The Three Progressive Policies Voters Seem to Love

Florida voted to raise its minimum wage to $15 an hour by 2026.
Joe Raedle/Getty Images

Tuesday’s election brought us yet another round of reminders that, in much of the country, Americans seem to like certain Democratic policy ideas much, much more than they like Democratic politicians.

The starkest example came from Florida, where 61 percent of voters approved a ballot initiative that will raise the state’s minimum wage to $15 an hour by 2026, even as Donald Trump soundly defeated Joe Biden there. Biden campaigned on a $15 federal minimum wage, while Trump opposed it. But Floridians decided they wanted the Republican candidate, with a side order of the Democratic platform.

Marijuana was another big winner on Tuesday, even in places that frustrated Democrats, who are generally the pro-pot party. Along with Biden-friendly New Jersey and Arizona, both Montana and South Dakota voted to legalize recreational use, while Mississippians backed medical cannabis. Red states. Blue states. Purple states. These days, it seems, they’ll all vote leafy green.

These results should not come as a great shock at this point. Marijuana legalization is overwhelmingly popular in the United States; according to Pew, 67 percent of Americans supported it in 2019, an all-time high (hey-o!). And while pro-cannabis ballot measures do sometimes go down in defeat—Ohio and North Dakota rejected recreational use in 2015 and 2018, respectively—they’ve had a solid record in recent years. Florida may be the first Republican-leaning state to embrace a full $15 minimum wage. But two years ago, voters passed ballot initiatives that will eventually raise the pay to $12 in Missouri and $11 in Arkansas. The votes weren’t even close.


Along with the minimum wage and marijuana, there’s a third Democratic policy issue starting with “m” that voters in red states often seem to favor. That would be Medicaid expansion. Though it wasn’t on the ballot anywhere this year, it has previously passed via initiatives in Oklahoma, Nebraska, Idaho, and Utah, along with independent-minded Maine.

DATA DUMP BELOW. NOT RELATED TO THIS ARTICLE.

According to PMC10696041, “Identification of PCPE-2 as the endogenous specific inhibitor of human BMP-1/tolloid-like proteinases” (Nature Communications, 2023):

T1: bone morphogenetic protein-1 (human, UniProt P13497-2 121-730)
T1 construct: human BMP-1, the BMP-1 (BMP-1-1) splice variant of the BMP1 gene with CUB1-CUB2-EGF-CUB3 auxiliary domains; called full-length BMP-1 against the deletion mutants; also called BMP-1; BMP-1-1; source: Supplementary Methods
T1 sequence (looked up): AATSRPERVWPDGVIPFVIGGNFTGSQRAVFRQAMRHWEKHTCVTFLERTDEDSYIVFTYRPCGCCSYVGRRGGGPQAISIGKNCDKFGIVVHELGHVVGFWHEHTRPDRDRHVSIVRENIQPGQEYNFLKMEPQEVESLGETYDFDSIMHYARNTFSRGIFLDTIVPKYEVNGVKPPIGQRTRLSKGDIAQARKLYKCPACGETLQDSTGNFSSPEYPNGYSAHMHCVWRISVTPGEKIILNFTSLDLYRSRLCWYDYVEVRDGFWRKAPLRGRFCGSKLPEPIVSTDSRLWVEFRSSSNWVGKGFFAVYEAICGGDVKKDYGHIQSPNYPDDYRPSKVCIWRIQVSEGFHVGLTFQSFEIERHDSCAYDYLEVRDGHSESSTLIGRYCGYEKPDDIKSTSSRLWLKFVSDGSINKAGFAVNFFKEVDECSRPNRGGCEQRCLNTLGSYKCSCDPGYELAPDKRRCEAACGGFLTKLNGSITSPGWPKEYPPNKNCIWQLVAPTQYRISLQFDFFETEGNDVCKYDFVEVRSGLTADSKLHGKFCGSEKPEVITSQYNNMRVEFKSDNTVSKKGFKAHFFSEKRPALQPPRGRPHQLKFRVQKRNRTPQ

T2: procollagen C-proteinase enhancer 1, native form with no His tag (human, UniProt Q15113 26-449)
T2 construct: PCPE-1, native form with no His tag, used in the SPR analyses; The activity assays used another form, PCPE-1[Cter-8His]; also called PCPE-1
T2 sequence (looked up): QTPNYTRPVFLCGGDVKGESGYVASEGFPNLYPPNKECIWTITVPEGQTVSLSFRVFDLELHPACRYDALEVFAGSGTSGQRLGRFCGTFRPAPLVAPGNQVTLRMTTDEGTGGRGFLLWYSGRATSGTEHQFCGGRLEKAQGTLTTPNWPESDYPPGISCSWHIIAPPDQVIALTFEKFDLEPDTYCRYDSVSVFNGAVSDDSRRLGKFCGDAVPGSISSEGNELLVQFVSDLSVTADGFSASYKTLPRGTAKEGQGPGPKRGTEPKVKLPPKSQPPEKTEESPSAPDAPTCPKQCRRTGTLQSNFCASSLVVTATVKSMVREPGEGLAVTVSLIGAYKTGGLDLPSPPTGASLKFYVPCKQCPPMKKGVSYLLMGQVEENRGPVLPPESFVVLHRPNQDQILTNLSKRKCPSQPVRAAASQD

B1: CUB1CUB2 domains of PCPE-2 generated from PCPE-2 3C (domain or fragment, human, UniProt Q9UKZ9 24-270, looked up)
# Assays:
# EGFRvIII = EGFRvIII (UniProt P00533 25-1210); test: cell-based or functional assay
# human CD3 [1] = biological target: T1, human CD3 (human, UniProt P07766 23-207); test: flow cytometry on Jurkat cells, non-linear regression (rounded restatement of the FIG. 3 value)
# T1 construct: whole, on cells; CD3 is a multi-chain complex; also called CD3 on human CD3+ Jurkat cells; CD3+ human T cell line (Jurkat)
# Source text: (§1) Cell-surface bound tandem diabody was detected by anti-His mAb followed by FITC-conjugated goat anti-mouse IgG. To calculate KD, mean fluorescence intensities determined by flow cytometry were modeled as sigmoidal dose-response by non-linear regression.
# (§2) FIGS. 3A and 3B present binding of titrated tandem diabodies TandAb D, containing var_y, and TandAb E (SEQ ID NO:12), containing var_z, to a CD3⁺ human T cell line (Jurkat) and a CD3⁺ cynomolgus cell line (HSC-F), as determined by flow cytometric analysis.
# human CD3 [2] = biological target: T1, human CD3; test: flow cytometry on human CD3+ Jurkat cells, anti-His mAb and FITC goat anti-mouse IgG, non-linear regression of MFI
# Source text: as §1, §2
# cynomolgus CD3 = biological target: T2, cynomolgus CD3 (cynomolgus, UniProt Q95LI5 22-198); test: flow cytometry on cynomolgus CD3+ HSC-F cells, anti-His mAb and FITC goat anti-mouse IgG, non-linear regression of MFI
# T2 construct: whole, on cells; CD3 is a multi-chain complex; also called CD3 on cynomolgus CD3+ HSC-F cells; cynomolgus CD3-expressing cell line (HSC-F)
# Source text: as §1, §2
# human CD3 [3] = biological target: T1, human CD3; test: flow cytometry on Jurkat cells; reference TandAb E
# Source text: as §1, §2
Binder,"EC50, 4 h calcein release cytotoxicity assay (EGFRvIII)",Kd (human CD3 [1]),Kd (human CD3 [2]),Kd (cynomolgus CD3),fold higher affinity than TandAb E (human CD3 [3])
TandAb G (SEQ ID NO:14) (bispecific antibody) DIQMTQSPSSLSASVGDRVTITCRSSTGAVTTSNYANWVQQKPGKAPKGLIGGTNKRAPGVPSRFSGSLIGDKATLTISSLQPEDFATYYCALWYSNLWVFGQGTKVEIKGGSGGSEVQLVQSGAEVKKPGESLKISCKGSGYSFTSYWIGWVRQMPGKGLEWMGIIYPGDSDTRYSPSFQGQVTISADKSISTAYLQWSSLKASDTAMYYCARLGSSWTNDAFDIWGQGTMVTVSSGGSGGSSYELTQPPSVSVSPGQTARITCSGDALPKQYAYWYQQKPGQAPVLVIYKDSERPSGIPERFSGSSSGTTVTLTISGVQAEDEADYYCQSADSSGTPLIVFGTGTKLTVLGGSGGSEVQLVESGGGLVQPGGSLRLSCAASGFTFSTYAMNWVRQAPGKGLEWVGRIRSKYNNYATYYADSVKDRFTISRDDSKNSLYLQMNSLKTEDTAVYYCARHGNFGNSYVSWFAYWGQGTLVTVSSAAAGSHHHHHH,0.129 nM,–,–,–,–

Why is it that the three m’s seem to have so much bipartisan appeal? If I had to guess, I’d say it’s because each of them is a fairly simple, easy-to-understand policy that can make a concrete difference in people’s lives and appeals to Americans’ sense of fairness without overly upsetting the status quo. Do you think workers deserve to be able to support themselves? Then vote for that minimum wage hike. Do you think everyone deserves health care, even if you’re nervous about the government toying with your own plan? Then back Medicaid. Do you think people should be able to enjoy a mostly harmless buzz without having to worry about the cops? Then legalize ganja. These aren’t complicated tax credits or grand schemes to combat income inequality. They’re bread-and-butter items that people like, and that Republicans tend to stubbornly oppose (especially the Medicaid expansion).


Democrats are now finding themselves in the odd and somewhat depressing position of having (likely) won the presidency while losing House seats and, depending on what happens in Georgia’s runoff races, very possibly falling short in the Senate. The result is already prompting soul-searching about why the party still has such difficulty reaching not just rural and white voters without college degrees, but also many working-class Hispanics who seem to have gravitated more to Donald Trump in places like Florida and Texas.

I won’t pretend to have a magic formula for fixing this situation. But it probably can’t hurt to simplify the party’s policy message a bit and emphasize the parts people clearly like. Right now, minimum wage hikes, Medicaid, and marijuana seem to be a winning trio, and the party could do plenty to center them more. Democrats could promise to pass a higher minimum wage, even if it requires eliminating the filibuster; they could promise to expand Medicaid to more working-class Americans (which, by the way, would likely be less expensive than subsidizing private Obamacare coverage); and, given that even politicians like Chuck Schumer are staunchly pro-legalization now, the party could talk up its position on weed a bit more (even without Congress, a President Joe Biden could show some good faith by rescheduling the drug). Tell the people you’ll give them what they want.

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